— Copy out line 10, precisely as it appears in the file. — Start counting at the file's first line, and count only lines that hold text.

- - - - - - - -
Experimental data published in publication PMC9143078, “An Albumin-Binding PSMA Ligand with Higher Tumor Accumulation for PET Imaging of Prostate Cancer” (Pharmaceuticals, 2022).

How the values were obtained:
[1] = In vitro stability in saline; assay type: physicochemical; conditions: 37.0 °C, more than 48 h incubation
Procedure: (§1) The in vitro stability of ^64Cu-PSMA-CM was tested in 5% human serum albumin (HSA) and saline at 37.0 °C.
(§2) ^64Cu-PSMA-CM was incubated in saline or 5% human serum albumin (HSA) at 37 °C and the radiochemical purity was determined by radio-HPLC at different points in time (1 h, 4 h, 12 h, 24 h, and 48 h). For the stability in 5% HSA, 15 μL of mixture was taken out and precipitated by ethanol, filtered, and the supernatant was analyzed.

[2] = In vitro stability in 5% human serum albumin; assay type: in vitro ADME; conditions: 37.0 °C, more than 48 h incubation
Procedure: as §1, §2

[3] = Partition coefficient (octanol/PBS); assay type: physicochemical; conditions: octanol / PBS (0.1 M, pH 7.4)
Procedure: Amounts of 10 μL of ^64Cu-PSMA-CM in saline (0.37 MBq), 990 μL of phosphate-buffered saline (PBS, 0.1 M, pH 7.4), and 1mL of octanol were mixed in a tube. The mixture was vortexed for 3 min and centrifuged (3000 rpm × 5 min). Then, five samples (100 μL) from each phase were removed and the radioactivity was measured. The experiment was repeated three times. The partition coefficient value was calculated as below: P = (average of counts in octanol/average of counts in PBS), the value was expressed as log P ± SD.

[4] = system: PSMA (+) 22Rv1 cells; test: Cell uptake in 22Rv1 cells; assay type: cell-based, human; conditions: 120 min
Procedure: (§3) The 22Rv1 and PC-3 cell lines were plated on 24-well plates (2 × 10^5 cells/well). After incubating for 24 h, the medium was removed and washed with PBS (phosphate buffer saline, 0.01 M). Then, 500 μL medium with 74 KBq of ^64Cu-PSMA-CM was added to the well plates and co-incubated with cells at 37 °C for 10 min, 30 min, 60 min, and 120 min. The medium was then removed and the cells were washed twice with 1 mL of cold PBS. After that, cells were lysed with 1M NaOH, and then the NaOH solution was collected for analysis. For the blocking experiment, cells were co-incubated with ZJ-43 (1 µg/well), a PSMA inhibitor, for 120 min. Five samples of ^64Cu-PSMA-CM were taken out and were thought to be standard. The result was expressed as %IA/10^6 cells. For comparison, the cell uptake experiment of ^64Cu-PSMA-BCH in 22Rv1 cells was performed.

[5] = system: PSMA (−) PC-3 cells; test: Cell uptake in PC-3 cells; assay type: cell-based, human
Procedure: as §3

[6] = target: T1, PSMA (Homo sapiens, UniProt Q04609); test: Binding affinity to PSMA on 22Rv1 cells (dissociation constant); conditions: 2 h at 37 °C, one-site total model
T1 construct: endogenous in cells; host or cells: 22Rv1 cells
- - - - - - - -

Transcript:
[4] = system: PSMA (+) 22Rv1 cells; test: Cell uptake in 22Rv1 cells; assay type: cell-based, human; conditions: 120 min